56. 56. • International funds: specializes in investments outside of the United States and helps the investor to further diversify his or her portfolio. International funds may specialize in specific countries or regions, such as the Pacific Rim. • Global fund: invests in the United States and in foreign markets. The general philosophy is that we live in a global economy and that capital should flow toward those regions that offer optimal risk-return combinations.
  57. 57. The Composite Performance Measures: The Treynor Index • Standardizes the return in excess of the risk-free return by the portfolio's beta • Useful for comparing two managers on a risk adjusted basis but does not compare to market – Can calculate for the market and then use for comparison • Uses the portfolio's volatility as the measure of risk • Assumes that the portfolio is well diversified, so the beta (which measures systematic risk only) is the appropriate measure of risk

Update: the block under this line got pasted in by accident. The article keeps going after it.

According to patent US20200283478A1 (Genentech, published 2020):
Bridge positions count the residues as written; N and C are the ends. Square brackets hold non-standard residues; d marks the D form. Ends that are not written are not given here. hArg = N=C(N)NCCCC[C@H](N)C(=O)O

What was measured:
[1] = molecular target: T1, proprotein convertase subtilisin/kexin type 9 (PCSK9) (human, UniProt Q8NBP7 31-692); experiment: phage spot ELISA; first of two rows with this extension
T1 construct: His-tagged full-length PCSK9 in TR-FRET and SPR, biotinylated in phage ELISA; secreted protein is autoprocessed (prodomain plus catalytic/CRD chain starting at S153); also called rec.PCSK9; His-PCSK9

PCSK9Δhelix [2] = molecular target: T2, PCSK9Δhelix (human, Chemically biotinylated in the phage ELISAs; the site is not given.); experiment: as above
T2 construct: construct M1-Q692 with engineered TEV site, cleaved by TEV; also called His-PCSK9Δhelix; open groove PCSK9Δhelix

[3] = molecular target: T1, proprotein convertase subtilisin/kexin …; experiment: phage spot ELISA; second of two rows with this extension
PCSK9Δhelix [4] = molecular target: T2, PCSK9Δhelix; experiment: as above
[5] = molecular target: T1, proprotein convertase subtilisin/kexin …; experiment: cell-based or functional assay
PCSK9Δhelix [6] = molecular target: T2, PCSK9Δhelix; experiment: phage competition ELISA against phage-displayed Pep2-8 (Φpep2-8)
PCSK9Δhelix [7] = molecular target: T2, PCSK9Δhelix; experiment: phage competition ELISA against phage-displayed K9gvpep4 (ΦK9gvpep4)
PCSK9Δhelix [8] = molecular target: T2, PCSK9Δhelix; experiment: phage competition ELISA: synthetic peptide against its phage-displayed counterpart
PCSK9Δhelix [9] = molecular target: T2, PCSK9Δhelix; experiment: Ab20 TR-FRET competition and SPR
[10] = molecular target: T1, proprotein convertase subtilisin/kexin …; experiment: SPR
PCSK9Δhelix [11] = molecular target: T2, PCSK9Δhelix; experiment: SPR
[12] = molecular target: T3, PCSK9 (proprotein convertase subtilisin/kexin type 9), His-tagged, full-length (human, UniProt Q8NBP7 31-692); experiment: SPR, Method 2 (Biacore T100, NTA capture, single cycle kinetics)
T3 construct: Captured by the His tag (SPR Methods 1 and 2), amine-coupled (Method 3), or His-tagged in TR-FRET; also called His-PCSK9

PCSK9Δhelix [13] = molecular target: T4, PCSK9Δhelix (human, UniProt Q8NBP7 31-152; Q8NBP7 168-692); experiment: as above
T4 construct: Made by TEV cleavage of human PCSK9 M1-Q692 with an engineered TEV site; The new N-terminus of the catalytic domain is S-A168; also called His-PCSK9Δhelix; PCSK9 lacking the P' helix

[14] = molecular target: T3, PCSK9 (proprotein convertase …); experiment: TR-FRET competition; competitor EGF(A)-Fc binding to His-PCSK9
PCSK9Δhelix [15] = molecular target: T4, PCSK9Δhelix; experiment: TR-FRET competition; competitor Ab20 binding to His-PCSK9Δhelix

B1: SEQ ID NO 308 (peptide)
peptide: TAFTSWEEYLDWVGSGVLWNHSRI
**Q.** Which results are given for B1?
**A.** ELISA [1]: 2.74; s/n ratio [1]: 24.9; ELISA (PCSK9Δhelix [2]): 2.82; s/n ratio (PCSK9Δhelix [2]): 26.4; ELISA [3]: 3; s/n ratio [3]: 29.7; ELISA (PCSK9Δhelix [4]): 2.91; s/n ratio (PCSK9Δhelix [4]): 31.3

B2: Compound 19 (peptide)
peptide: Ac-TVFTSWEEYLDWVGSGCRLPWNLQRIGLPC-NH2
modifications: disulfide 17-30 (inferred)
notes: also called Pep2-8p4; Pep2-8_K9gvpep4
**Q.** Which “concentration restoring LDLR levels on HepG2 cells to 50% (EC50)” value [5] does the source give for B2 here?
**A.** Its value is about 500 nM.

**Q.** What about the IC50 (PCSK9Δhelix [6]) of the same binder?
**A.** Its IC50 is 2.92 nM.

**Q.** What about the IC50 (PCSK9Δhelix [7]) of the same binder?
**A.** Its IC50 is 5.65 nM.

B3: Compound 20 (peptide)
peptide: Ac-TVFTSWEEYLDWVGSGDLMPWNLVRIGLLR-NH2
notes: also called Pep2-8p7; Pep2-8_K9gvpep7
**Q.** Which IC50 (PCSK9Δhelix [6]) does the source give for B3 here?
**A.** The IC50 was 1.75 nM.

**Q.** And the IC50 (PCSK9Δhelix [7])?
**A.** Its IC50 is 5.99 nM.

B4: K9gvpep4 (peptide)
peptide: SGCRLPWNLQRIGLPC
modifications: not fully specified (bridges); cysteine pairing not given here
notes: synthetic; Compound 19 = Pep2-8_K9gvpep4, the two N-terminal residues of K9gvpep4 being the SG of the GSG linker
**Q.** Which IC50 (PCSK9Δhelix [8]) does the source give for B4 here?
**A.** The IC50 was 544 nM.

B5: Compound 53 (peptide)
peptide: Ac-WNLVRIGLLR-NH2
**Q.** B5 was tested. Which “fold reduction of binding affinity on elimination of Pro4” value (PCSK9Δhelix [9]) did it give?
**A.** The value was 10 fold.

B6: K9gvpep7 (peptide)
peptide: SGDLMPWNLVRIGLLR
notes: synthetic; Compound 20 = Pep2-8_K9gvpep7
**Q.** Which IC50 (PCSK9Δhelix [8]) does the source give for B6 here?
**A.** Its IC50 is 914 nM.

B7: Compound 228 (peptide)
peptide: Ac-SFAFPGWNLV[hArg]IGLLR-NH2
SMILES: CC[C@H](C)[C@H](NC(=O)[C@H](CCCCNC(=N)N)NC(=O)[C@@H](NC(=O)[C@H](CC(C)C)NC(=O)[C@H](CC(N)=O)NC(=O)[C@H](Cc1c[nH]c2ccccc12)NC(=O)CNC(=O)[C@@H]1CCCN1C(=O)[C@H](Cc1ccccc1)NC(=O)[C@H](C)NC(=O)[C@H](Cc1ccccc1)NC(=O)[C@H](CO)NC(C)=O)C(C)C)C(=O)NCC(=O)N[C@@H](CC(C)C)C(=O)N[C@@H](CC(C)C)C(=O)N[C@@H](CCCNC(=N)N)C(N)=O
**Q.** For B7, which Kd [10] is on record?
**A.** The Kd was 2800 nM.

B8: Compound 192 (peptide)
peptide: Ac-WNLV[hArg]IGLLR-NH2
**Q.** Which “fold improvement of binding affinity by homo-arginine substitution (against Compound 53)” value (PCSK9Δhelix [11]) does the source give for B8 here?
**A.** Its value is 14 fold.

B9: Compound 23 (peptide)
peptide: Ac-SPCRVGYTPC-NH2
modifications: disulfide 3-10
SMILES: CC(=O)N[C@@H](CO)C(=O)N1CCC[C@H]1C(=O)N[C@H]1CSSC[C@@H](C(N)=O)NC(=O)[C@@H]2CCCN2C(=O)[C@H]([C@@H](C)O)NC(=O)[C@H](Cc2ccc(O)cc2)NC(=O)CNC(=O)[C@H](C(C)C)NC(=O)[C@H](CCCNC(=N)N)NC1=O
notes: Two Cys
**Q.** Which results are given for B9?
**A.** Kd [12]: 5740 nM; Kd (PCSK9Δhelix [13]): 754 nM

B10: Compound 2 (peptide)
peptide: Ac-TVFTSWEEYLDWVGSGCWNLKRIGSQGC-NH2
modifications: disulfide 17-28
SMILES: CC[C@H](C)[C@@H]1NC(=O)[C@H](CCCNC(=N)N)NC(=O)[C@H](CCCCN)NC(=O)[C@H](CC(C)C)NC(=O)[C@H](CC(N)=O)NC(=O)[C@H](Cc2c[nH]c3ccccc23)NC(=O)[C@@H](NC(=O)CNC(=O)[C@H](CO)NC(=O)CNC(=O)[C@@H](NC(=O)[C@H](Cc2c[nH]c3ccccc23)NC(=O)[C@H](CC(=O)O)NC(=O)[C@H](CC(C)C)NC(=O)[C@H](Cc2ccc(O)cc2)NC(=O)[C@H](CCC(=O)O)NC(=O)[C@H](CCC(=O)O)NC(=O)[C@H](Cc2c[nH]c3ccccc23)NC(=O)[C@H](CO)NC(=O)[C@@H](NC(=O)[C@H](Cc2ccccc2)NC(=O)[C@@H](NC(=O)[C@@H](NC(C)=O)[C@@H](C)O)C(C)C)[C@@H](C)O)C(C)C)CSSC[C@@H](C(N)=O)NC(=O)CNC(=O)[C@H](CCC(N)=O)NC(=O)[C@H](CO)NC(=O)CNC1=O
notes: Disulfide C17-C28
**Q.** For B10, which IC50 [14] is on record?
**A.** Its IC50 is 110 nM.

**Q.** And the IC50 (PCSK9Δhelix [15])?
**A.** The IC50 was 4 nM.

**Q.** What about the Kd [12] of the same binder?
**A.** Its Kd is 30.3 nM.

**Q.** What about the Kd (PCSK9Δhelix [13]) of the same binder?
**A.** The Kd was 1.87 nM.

58. 58. The Composite Performance Measures: The Sharpe Index • Standardizes the return in excess of the risk-free return by the portfolio's standard deviation • Uses the portfolio's variability as the measure of risk • Does not assume that the portfolio is well diversified • This is because it uses Standard deviation (which measures total risk) is the appropriate measure of risk • Useful for comparing two managers on a risk adjusted basis but does not compare to market – Can calculate for the market and then use for comparison
  59. 59. Point of clarification • Variability – Compare one year’s return with average for the portfolio or security • Volatility – Compares return relative to something else • Like benchmark
  60. 60. The Benchmark Problem • The comparisons use an aggregate measure of the market • The composition of many portfolios are not comparable to the market • Examples would be specialized funds or global funds • Treynor and Jensen use Beta but Beta can be biased
  61. 61. Advantages of Mutual Funds • Portfolio management • Risk reduction • Diversification • Convenience